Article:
In the mathematics of

matroid
In combinatorics, a branch of mathematics
Mathematics (from Ancient Greek, Greek: ) includes the study of such topics as quantity (number theory), mathematical structure, structure (algebra), space (geometry), and calculus, change (mathemati ...

s and lattices, a geometric lattice is a finite
Finite is the opposite of Infinity, infinite. It may refer to:
* Finite number (disambiguation)
* Finite set, a set whose cardinality (number of elements) is some natural number
* Finite verb, a verb form that has a subject, usually being inflected ...

atomistic semimodular lattice
Image:Centred hexagon lattice D2.svg, The centred hexagon lattice ''S''7, also known as ''D''2, is semimodular but not modular.
In the branch of mathematics known as order theory, a semimodular lattice, is a lattice (order), lattice that satisfies t ...

, and a matroid lattice is an atomistic semimodular lattice without the assumptions of finiteness. Geometric lattices and matroid lattices, respectively, form the lattices of Matroid#Flats, flats of finite and infinite matroids, and every geometric or matroid lattice comes from a matroid in this way.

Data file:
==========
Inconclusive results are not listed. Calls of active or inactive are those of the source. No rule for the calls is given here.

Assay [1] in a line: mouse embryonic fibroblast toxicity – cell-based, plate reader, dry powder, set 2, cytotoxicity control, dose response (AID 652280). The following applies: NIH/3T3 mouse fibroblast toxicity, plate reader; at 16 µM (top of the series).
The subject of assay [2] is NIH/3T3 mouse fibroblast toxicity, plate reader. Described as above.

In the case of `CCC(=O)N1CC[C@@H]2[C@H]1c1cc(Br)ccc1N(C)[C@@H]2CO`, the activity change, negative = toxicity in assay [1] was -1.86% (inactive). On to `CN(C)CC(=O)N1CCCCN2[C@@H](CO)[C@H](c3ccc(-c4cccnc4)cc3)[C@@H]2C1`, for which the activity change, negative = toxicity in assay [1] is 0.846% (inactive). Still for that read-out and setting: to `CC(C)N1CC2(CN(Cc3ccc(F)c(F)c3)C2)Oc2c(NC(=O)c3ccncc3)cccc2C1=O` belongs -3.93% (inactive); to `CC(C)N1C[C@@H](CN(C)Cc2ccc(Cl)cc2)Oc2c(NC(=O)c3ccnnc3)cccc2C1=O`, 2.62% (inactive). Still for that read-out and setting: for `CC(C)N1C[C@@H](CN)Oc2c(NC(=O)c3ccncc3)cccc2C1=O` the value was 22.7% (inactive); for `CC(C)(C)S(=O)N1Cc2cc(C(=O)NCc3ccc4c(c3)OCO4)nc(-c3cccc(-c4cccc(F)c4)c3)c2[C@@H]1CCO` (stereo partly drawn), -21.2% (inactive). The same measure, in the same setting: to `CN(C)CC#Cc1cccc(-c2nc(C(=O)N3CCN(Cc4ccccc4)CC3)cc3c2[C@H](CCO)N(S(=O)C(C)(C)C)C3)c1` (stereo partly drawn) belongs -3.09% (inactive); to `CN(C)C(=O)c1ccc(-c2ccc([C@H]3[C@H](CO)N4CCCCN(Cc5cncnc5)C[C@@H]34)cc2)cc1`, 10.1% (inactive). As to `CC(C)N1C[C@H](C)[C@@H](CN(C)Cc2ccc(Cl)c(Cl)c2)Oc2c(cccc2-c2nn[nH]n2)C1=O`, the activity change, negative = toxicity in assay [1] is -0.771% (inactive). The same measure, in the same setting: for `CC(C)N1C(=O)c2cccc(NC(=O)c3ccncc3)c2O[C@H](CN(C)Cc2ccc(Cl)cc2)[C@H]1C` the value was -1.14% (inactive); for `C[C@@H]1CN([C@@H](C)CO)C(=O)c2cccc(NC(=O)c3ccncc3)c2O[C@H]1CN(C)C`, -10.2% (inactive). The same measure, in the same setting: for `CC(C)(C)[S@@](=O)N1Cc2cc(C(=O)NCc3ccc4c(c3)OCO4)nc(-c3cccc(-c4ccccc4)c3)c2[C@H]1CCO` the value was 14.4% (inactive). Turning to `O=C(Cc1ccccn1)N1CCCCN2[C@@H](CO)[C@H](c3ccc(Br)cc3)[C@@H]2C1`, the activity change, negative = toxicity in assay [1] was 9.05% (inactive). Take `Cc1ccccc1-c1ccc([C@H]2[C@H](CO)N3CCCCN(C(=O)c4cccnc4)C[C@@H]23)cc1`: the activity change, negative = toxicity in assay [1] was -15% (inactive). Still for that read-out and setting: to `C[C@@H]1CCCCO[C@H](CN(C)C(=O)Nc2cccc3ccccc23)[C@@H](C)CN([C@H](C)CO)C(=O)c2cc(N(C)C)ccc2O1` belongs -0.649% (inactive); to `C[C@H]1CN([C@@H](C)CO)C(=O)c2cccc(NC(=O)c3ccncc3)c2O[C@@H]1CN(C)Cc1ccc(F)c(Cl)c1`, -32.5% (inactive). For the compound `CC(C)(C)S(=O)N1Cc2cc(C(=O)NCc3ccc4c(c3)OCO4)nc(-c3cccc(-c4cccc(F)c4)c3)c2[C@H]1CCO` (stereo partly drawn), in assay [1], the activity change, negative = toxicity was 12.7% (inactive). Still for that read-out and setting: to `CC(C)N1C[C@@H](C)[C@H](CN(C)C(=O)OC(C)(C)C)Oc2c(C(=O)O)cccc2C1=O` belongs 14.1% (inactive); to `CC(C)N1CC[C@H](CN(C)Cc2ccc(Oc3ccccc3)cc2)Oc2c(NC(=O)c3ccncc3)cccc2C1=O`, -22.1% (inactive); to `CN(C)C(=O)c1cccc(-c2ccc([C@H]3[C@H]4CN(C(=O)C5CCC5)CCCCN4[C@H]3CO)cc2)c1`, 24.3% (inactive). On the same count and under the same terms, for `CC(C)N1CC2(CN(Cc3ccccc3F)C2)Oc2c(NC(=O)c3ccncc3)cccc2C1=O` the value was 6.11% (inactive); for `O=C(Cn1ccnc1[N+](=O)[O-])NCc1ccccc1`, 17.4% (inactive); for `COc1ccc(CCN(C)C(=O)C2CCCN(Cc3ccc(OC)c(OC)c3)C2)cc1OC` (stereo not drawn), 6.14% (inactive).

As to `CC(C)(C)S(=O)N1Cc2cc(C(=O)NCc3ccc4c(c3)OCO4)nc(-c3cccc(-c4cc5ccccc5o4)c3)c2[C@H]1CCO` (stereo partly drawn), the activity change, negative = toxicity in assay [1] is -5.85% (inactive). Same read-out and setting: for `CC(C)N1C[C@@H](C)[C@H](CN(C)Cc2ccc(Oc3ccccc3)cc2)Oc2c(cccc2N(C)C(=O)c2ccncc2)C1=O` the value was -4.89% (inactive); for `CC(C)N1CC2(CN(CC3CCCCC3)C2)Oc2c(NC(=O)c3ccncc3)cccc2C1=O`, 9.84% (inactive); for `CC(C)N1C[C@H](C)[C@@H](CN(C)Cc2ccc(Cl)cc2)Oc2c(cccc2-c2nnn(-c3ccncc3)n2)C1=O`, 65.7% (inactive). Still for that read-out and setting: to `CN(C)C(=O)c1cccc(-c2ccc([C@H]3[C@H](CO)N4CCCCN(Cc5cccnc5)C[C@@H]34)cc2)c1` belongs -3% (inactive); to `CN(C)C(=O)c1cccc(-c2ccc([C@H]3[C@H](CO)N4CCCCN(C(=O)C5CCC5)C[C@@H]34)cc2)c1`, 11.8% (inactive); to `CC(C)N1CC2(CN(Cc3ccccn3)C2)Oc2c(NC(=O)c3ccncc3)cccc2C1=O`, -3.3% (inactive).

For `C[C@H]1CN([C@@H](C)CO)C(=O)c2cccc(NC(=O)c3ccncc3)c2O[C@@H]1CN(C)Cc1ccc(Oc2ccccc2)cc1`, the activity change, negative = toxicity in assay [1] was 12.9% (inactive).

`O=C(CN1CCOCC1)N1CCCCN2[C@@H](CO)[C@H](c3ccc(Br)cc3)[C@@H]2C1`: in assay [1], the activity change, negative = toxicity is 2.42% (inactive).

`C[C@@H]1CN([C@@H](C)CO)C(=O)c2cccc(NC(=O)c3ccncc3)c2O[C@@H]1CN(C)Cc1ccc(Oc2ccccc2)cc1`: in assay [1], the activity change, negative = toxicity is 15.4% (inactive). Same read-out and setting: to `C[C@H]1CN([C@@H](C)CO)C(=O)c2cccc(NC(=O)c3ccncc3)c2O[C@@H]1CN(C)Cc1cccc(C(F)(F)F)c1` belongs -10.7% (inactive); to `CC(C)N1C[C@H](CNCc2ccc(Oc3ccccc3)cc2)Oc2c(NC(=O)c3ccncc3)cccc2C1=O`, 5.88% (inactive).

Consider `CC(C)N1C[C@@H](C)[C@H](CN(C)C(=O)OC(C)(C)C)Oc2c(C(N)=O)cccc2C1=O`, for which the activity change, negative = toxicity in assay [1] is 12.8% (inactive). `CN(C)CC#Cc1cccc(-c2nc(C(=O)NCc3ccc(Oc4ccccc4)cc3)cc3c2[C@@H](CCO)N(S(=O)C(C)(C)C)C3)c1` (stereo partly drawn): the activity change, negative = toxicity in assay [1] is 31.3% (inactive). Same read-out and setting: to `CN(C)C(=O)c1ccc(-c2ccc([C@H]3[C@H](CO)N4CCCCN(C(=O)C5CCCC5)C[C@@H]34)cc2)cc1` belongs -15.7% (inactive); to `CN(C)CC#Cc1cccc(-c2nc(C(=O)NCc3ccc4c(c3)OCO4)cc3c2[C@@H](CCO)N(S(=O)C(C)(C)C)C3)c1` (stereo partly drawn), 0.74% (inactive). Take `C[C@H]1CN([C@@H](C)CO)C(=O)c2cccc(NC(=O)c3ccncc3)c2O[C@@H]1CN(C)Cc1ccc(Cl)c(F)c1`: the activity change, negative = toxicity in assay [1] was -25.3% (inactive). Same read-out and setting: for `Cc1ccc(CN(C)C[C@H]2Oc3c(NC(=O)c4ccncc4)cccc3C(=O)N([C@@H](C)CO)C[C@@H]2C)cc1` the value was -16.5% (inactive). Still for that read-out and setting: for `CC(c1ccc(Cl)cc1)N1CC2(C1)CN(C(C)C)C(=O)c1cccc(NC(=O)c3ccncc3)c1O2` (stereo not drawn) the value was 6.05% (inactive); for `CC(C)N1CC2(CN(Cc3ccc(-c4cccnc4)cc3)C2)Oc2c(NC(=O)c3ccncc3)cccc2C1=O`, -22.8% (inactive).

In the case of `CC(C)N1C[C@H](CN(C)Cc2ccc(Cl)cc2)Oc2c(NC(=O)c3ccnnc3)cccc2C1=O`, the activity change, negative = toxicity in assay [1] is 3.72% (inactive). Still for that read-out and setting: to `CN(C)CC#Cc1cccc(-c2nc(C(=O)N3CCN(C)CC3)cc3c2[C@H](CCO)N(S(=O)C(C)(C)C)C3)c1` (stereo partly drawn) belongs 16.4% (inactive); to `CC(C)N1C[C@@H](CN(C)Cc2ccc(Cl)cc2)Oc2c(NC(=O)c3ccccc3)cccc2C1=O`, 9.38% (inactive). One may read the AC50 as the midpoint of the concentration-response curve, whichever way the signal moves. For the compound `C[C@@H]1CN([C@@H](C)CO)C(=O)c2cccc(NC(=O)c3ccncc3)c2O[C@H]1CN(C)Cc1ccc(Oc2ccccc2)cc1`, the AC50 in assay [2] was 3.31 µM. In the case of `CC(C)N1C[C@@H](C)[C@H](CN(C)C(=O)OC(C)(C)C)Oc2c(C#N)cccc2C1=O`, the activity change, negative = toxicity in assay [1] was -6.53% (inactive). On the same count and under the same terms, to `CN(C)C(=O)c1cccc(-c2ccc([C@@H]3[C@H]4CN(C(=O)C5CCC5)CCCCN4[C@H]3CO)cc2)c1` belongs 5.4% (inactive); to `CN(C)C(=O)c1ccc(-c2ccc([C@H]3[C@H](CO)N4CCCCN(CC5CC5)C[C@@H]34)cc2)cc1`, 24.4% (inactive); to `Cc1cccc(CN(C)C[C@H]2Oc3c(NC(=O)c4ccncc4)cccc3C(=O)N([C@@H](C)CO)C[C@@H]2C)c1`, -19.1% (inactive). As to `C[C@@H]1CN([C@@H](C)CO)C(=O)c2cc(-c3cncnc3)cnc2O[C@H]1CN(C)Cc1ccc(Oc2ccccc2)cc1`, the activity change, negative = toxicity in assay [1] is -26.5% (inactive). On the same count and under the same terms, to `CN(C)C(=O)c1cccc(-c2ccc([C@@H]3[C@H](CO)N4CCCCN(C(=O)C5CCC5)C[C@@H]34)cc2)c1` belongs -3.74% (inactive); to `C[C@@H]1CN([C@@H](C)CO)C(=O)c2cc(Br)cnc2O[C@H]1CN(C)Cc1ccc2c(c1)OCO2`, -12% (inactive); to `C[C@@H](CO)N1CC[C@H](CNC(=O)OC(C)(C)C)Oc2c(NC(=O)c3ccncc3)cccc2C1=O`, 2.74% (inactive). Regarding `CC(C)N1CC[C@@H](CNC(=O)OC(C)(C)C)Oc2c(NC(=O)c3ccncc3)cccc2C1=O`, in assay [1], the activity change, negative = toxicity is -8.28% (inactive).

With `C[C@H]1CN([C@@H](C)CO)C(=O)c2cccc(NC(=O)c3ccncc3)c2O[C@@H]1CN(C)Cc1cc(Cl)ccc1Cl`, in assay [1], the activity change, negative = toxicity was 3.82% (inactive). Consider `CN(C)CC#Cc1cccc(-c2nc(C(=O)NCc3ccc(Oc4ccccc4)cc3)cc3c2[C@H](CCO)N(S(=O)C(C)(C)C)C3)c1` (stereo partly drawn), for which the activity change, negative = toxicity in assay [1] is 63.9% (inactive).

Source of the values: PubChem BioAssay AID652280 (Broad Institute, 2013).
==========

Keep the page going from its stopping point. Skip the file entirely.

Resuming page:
Definition

A lattice (order), lattice is a partially ordered set, poset in which any two elements $x$ and $y$ have both a supremum, denoted by $x\backslash vee\; y$, and an infimum, denoted by $x\backslash wedge\; y$. : The following definitions apply to posets in general, not just lattices, except where otherwise stated. * For a minimal element $x$, there is no element $y$ such that $y\; <\; x$. * An element $x$ covering relation, covers another element $y$ (written as $x\; :>\; y$ or $y\; <:\; x$) if $x\; >\; y$ and there is no element $z$ distinct from both $x$ and $y$ so that $x\; >\; z\; >\; y$. * A cover of a minimal element is called an Atom (order theory), atom. * A lattice is atomistic (order theory), atomistic if every element is the supremum of some set of atoms. * A poset is Graded poset, graded when it can be given a rank function $r(x)$ mapping its elements to integers, such that $r(x)>r(y)$ whenever $x>y$, and also $r(x)=r(y)+1$ whenever $x\; :>\; y$. : When a graded poset has a bottom element, one may assume, without loss of generality, that its rank is zero. In this case, the atoms are the elements with rank one. * A graded lattice is semimodular lattice, semimodular if, for every $x$ and $y$, its rank function obeys the identity :: $r(x)+r(y)\backslash ge\; r(x\backslash wedge\; y)+r(x\backslash vee\; y).\; \backslash ,$ * A matroid lattice is a lattice that is both atomistic and semimodular. A geometric lattice is a ''finite'' matroid lattice., p. 51. : Some authors consider only finite matroid lattices, and use the terms "geometric lattice" and "matroid lattice" interchangeably for both.Cryptomorphism